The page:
May 8, 2021

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Texas Power Co-op files for bankruptcy as storm fallout deepens

3 min read


Texas’ largest cooperative power producer filed for bankruptcy on Monday as the financial benefits a winter storm that plunged millions of people into darkness and spiked wholesale electricity prices.

Brazos Electric Power Cooperative – a generation and transmission company that serves cooperatives statewide, many of which serve poorer rural areas – said it had faced more than $ 2.1 billion in bills for purchased electricity soaring prices during the storm. The figure was more than three times what he paid in 2020.

The Chapter 11 bankruptcy filing was “necessary to protect its member co-ops and their members of over 1.5 million retailers from unaffordable electricity bills,” said Clifton Karnei, chief executive of Brazos.

Bankruptcy is the latest manifestation of a financial crisis unfolding in the Texas wholesale electricity market.

As the storm iced up nearly half of Texas’ power generation capacity, the Electric Reliability Council of Texas (Ercot), the grid operator, set electricity prices at their highest level of $ 9,000 per megawatt hour to attract as much production as possible onto the grid. A typical average price is only $ 25 per MWh.

The record $ 50 billion in electricity sold as a result put enormous financial pressure on companies – including retail suppliers and some producers – who were forced to buy at high prices. Ercot revealed on Friday that payments to market participants were $ 2.1 billion lower.

In one example, Griddy, a retail electricity supplier, was kicked out of the market by Ercot on Friday after failing to pay its bills.

Part of the $ 2.1 billion will be covered by foreclosure of collateral or $ 800 million taken from a fund backed by transportation contracts. The remainder of the deficit will be distributed among the members of the wholesale electricity market, Ercot said.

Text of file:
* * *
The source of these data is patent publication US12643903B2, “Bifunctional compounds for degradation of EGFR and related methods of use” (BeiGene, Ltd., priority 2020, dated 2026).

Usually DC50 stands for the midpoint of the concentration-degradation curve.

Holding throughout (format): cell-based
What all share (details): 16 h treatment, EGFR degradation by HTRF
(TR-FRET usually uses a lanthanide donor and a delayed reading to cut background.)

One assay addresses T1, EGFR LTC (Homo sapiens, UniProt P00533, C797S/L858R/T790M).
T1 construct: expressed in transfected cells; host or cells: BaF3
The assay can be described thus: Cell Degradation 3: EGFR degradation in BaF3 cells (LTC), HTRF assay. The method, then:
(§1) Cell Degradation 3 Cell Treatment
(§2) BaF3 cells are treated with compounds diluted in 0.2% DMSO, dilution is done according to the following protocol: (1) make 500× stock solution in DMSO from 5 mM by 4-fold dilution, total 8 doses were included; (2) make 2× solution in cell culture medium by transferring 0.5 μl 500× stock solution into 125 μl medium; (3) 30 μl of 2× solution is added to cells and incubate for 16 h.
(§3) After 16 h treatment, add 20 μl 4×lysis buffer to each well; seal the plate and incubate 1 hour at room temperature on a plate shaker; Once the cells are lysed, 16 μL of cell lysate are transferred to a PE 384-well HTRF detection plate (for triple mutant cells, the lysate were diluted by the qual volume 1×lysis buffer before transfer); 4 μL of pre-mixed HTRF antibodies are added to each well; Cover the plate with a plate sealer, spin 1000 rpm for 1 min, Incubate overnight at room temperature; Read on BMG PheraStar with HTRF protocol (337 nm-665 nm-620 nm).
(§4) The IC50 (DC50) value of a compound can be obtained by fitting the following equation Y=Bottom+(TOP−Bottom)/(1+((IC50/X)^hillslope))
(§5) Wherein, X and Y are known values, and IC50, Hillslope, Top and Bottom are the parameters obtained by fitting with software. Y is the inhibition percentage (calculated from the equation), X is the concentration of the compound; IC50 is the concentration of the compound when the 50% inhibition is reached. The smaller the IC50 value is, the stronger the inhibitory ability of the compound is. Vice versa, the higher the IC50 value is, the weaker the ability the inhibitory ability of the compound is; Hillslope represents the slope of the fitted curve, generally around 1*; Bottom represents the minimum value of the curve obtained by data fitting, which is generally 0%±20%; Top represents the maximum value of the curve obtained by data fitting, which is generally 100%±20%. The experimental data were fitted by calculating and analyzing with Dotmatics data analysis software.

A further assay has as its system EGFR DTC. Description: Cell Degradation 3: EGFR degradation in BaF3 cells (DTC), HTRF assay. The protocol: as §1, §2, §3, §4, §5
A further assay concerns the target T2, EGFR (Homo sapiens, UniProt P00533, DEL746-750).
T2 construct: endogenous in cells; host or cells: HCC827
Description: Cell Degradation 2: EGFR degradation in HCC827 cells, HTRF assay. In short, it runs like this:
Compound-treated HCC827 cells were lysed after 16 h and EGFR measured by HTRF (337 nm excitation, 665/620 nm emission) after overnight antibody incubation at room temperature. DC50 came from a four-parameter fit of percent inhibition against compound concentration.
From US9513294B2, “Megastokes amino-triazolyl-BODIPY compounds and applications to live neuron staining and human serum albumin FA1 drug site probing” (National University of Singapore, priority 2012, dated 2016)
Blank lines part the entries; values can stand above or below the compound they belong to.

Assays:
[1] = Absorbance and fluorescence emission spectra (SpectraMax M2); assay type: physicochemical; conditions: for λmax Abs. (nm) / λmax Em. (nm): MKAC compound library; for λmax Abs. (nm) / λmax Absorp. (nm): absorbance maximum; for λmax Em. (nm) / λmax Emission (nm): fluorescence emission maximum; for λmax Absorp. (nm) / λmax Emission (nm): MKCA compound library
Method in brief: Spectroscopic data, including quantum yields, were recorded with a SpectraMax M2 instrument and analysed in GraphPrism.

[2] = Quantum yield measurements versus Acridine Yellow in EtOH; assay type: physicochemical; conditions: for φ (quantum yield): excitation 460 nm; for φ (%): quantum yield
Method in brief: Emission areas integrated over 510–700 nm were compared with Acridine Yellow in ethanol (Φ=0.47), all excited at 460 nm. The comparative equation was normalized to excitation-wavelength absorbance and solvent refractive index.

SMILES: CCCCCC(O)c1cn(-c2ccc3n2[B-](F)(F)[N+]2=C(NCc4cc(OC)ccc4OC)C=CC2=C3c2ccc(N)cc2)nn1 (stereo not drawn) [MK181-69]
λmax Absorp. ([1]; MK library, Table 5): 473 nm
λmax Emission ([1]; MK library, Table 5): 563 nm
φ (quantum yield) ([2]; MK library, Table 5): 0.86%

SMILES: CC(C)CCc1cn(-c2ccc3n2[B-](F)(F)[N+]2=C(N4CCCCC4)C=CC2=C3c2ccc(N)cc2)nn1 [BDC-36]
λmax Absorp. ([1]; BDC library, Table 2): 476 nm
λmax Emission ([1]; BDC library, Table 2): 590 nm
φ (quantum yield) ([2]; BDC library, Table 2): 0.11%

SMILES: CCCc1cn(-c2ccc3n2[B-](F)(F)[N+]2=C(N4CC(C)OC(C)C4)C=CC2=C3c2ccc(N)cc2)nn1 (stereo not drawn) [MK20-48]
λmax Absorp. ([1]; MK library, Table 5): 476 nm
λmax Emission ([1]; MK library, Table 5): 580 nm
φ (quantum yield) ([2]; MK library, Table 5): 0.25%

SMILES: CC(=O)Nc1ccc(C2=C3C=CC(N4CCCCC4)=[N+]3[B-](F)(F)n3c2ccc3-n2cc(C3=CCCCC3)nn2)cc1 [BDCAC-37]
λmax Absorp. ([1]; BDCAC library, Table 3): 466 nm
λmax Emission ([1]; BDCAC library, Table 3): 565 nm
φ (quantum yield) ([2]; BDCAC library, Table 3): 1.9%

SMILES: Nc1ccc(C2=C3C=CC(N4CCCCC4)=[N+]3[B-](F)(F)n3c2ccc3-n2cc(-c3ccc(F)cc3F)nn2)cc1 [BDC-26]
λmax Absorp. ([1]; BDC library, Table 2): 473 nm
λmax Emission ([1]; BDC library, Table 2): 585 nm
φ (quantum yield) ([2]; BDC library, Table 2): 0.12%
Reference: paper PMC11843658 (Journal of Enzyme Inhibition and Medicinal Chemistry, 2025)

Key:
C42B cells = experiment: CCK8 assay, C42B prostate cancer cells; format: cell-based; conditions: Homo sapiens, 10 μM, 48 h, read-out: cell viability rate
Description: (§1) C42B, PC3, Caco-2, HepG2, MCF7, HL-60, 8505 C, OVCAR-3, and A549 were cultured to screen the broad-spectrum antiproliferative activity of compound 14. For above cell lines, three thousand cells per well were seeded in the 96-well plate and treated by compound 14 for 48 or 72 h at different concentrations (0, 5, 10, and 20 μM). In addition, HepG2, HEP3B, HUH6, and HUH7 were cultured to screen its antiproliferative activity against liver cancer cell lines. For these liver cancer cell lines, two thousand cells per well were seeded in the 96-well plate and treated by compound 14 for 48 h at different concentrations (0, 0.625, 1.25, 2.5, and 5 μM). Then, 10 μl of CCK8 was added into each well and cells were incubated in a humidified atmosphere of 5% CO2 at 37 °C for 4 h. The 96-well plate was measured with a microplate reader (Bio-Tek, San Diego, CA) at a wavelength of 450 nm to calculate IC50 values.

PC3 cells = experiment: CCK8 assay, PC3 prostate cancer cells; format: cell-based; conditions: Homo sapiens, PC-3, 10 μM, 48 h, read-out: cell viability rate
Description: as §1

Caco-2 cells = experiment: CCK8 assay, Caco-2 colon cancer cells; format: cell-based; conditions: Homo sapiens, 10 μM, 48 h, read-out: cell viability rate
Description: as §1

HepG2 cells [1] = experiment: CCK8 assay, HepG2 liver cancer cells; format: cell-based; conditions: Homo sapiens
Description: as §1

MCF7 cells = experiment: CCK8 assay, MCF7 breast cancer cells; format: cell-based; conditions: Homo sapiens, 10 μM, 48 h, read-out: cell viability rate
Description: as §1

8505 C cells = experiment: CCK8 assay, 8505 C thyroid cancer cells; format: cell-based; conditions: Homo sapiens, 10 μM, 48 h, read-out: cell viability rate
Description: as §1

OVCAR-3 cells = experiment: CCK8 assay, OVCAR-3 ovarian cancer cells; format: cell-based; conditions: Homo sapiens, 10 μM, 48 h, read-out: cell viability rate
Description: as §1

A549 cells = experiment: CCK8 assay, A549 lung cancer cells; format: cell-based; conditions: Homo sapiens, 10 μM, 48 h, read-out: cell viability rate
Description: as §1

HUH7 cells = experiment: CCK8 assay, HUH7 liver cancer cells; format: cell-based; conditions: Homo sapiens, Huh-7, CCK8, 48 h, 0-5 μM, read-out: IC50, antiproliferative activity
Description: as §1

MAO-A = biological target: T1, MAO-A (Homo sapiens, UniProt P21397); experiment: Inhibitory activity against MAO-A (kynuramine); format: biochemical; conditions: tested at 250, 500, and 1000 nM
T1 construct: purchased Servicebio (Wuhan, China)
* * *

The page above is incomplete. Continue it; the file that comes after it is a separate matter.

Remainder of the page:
NRG Energy – one of the largest owners of power plants in Texas – said Monday it incorporated “Ercot’s default expected allocations” into its financial forecast for the year. However, its shares rebounded 15% to return to their pre-storm level as the company appeared to escape financial damage suffered by Brazos and other listed producers such as Vistra and Exelon.

“The stress we’ve all seen in the system. . . already gives us lessons learned on how we should think about counterparty performance, counterparty risk, ”said Mauricio Gutierrez, Managing Director of NRG.

Brazos’ bankruptcy is likely to increase political pressure on state officials and regulators to provide financial assistance to battered power companies.

Some retail electricity providers facing high bills have warned regulators that if they do not retroactively reduce wholesale electricity prices, much of their market could be wiped out. According to them, this would reduce customer choice, undermining a key objective of the state’s efforts to deregulate the electricity sector.

In Monday’s bankruptcy filing, Karnei said the “catastrophic failures” associated with the winter storm were to blame. “At the start of February 2021, the idea that a financially stable cooperative like Brazos Electric would end bankruptcy preparation month was unfathomable,” he said.

Brazos had an A credit rating from S&P Global last week, after being placed on “credit watch with negative implications” alongside a number of other Texas utilities and co-ops that had potential price exposure. extraordinarily high electricity.

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